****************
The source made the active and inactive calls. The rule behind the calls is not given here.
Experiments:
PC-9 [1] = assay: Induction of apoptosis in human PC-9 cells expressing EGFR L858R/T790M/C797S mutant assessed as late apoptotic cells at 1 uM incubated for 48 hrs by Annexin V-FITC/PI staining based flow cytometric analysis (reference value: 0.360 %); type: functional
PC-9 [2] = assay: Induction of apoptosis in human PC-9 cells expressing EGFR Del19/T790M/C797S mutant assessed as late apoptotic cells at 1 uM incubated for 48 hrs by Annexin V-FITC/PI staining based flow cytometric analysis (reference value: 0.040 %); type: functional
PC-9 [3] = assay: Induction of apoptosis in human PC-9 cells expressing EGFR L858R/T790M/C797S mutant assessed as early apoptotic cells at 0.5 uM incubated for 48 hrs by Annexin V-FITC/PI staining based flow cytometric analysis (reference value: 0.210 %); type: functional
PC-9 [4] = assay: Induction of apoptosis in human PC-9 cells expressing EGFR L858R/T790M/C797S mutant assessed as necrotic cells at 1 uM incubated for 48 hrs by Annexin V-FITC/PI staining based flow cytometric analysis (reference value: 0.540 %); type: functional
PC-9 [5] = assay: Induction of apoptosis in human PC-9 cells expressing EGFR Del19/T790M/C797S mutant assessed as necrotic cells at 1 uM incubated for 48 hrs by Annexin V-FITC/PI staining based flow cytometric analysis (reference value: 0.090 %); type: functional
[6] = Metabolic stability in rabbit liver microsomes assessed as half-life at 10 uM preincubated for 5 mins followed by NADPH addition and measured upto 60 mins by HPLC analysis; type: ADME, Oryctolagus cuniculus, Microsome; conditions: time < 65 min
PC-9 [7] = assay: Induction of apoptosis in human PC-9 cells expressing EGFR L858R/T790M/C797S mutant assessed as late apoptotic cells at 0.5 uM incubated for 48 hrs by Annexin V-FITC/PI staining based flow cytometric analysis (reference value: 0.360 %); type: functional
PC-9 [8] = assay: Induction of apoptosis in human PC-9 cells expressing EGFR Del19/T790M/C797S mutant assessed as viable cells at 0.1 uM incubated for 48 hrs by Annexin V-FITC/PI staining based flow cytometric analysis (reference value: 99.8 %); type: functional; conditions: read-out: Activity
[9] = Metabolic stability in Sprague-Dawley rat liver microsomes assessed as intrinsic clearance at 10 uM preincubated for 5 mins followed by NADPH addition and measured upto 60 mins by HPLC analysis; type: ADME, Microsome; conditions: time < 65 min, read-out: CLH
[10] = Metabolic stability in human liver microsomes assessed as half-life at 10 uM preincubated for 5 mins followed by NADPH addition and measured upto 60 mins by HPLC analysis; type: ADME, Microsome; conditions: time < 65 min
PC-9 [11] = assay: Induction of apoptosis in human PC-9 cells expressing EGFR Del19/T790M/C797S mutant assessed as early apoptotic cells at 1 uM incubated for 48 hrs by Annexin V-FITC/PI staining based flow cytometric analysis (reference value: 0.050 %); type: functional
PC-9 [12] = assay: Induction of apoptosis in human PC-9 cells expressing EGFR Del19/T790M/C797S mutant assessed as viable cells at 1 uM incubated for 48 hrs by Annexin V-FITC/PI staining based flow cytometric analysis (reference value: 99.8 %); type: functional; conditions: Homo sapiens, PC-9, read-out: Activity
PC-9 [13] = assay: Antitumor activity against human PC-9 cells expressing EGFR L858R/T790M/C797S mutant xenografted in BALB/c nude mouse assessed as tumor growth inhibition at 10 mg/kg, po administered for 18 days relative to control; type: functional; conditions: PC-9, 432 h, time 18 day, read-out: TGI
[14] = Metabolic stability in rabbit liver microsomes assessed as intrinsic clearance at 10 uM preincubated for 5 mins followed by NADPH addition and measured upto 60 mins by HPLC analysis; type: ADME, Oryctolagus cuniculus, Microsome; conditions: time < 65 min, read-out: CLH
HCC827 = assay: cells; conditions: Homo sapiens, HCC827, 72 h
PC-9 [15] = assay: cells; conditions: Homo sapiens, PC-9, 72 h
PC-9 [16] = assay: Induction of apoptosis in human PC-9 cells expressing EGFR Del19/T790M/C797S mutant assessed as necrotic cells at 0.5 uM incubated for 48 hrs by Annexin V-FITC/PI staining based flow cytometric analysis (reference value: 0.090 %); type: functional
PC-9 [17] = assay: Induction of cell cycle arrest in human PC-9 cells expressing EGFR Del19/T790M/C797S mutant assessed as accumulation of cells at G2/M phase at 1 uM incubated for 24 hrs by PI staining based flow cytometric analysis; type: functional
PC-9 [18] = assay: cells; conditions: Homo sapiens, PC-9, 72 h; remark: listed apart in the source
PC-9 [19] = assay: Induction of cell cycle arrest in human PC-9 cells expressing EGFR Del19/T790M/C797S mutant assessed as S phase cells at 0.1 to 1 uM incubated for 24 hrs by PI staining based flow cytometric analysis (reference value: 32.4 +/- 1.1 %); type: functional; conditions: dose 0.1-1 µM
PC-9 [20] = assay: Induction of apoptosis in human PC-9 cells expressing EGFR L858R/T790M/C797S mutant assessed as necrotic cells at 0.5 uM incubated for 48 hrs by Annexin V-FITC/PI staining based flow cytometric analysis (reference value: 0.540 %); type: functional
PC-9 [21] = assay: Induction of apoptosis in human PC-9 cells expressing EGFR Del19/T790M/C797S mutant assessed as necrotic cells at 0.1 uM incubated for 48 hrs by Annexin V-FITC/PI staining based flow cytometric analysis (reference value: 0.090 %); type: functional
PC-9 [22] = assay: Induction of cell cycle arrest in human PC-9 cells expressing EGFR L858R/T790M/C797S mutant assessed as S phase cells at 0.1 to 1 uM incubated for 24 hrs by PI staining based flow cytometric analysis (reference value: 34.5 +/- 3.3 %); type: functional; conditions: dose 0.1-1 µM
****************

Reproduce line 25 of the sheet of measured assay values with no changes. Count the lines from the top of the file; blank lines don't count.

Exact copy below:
PC-9 [22] = assay: Induction of cell cycle arrest in human PC-9 cells expressing EGFR L858R/T790M/C797S mutant assessed as S phase cells at 0.1 to 1 uM incubated for 24 hrs by PI staining based flow cytometric analysis (reference value: 34.5 +/- 3.3 %); type: functional; conditions: dose 0.1-1 µM